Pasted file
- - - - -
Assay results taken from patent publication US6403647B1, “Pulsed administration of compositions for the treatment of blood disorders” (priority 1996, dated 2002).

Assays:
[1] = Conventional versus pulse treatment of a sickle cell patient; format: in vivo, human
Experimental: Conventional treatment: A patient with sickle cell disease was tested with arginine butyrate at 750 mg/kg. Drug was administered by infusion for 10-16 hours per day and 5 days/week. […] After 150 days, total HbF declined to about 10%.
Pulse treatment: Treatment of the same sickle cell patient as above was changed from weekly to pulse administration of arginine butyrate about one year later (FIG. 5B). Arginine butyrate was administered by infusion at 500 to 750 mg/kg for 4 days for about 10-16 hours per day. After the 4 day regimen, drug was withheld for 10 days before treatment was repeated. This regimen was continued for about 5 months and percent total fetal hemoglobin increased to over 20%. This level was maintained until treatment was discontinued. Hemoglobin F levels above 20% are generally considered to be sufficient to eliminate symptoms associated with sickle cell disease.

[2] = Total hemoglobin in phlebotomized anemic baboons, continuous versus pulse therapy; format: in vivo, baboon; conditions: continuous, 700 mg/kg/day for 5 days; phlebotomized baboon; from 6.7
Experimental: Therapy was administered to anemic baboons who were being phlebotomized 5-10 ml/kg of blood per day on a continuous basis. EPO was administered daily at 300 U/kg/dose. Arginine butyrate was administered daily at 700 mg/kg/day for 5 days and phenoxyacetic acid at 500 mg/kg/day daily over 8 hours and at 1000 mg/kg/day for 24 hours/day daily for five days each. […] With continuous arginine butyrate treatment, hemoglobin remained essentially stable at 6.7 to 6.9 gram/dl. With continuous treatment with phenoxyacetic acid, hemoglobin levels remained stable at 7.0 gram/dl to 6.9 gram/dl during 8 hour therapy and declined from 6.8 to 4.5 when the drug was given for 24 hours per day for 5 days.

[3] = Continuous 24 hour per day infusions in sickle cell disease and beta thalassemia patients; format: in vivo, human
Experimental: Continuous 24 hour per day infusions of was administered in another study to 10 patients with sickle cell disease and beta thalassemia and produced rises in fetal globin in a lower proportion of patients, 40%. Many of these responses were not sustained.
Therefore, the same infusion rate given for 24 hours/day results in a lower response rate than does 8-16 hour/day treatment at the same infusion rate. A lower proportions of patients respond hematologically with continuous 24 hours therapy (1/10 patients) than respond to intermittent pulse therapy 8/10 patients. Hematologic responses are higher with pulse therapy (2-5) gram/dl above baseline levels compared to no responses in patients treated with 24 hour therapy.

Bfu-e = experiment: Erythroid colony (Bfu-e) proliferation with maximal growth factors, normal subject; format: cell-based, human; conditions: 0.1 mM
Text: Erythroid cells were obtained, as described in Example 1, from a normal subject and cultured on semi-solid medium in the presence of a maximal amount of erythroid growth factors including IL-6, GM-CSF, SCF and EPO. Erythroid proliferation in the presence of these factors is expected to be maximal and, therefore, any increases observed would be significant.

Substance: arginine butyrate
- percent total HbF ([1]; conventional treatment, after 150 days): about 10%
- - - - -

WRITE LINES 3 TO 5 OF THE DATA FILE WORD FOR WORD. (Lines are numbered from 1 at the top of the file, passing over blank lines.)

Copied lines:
[1] = Conventional versus pulse treatment of a sickle cell patient; format: in vivo, human
Experimental: Conventional treatment: A patient with sickle cell disease was tested with arginine butyrate at 750 mg/kg. Drug was administered by infusion for 10-16 hours per day and 5 days/week. […] After 150 days, total HbF declined to about 10%.
Pulse treatment: Treatment of the same sickle cell patient as above was changed from weekly to pulse administration of arginine butyrate about one year later (FIG. 5B). Arginine butyrate was administered by infusion at 500 to 750 mg/kg for 4 days for about 10-16 hours per day. After the 4 day regimen, drug was withheld for 10 days before treatment was repeated. This regimen was continued for about 5 months and percent total fetal hemoglobin increased to over 20%. This level was maintained until treatment was discontinued. Hemoglobin F levels above 20% are generally considered to be sufficient to eliminate symptoms associated with sickle cell disease.